As with the previous McGee novels, his cynical outlook on life and his numerous internal rants are what make the book worth reading. But while his views on women were previously quite entertaining if somewhat outdated and shamelessly chauvinistic, things take a nasty turn in A Purple Place for Dying. The constant comments about particular characters as well as women in general will definitely be a turn-off for some readers. Here are a few quotes from the book to demonstrate this. In this passage, McGee refers to Mona Yeoman, who is murdered in the first chapter:
So she was a big creamy bitch standing beside me in her tailored tight pants, and suddenly she was fallen cooling meat, and it was too damned fast.
About Isobel Webb:
Then it was the catalyst of things, of course. All of them. Night, death, fright, closeness, the security of the den. Male and female in the most primitive partnership of all. This was a twisted virgin, frightened by men, sex, pleasure, wanting—thinking it all of a conspiracy of evil against her. 
Later, McGee would seem to redeem himself somewhat in the eyes of modern feminists:
"Iz, if we get out of this. If I get you out of this. If you're ever in my arms again. Just one word will do it. Every time. No. That's all you have to say. No. And it stops. So don't say it as a nervous habit. Say it when you mean it. No. There's nothing wrong with my hearing."
But shortly after, McGee concludes his monologue on his honour code regarding women and negates some of that apparent chivalry:
"And you can say it any point you want, right up to the moment when we are, excuse the expression, coupled. From then on, it's Molly over the windmill."
In fact, a psychologist would probably have a field day analyzing the mind of John D. MacDonald vis-à-vis the words and actions of Travis McGee in A Purple Place for Dying. The height of the unpleasant attitudes towards women comes in the book's final pages when we find out the real motivation for murder by the illegitimate, half Mexican daughter of Jass Yeoman. You see, Yeoman had kept in touch with her, brought her into his home, and then decided to rape his own daughter. This information is delivered in a rather bland, matter-of-fact way, accompanied by one last caricature—this time of the woman who was raped—lunging at McGee like some kind of wild animal because he hints at this horrible information as a way to make her confess. Which she promptly does.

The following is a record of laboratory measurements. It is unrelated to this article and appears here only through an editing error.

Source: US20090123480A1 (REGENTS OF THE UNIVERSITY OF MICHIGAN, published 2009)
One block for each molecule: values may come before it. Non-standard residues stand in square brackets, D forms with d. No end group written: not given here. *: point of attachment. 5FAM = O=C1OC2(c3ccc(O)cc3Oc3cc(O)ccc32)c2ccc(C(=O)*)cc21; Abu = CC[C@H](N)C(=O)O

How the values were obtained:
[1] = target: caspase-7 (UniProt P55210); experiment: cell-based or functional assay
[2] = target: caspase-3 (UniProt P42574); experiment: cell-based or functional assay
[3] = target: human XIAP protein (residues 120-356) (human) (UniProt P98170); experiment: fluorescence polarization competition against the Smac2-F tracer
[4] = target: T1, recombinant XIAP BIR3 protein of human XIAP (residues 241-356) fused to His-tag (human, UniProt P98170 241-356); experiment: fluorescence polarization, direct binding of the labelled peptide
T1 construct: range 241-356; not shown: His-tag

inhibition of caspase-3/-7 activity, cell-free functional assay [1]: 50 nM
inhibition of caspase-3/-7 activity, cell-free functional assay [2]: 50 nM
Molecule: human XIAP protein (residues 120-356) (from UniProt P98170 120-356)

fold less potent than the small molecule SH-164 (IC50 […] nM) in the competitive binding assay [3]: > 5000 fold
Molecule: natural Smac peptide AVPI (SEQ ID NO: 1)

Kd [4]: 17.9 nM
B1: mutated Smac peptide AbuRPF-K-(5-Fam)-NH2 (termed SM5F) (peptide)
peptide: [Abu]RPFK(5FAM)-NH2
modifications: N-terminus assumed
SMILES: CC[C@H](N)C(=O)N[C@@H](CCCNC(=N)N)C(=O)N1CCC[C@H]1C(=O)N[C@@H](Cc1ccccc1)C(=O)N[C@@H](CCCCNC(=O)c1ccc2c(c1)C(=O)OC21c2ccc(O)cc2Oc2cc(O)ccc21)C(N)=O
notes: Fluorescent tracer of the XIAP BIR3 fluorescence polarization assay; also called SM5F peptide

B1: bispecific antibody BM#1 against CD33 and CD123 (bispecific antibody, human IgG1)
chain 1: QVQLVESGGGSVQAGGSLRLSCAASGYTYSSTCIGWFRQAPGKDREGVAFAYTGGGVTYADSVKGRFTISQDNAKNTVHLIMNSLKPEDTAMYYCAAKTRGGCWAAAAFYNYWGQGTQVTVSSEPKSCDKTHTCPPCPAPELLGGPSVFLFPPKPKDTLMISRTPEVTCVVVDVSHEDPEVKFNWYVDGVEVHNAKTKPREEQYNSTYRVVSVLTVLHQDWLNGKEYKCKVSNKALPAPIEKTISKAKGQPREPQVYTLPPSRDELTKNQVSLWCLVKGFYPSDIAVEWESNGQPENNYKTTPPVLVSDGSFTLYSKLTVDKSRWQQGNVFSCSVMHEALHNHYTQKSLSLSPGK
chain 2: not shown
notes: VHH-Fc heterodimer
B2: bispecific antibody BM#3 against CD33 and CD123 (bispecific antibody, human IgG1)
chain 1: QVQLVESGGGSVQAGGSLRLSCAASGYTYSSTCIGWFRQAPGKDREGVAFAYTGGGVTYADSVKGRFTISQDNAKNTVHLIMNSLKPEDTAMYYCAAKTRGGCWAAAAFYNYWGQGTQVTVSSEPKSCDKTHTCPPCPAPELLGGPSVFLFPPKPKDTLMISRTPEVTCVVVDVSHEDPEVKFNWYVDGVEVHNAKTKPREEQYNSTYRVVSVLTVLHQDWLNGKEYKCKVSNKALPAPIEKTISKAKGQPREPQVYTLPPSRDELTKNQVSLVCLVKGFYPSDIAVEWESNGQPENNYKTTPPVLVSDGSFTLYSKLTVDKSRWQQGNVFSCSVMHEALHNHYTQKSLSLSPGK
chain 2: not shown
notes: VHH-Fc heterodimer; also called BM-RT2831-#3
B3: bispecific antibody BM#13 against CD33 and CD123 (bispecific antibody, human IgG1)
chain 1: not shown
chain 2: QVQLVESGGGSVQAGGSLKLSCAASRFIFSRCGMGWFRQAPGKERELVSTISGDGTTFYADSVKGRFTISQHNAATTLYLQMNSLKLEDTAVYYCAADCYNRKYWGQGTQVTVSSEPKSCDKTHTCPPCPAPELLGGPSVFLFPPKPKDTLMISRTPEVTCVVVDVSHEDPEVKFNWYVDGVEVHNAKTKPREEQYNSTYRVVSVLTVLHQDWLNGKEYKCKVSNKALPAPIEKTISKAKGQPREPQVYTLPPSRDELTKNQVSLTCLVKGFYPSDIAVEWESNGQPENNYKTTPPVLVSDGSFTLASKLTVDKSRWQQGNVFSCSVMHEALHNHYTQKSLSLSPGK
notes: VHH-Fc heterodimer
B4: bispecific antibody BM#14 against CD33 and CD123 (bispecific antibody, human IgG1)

But this news about the rape (or perhaps many rapes over a period of time) really doesn't result in any negative comments from McGee towards Jass Yeoman. Throughout the book, McGee mentions that he really likes Jass. He's painted as a real man's man. And the rape revelation doesn't appear to change those feelings at all. In fact, McGee seems to have a hard-on for two male characters in the book: Jass Yeoman and the sheriff. Strange stuff.

I would still classify A Purple Place for Dying as well worth reading, if not for much of the writing, then at least as an exercise in seeing the progression of John D. MacDonald as a writer. The Travis McGee series has been widely praised, but the qualifier usually is that the quality of story telling improves greatly in subsequent novels.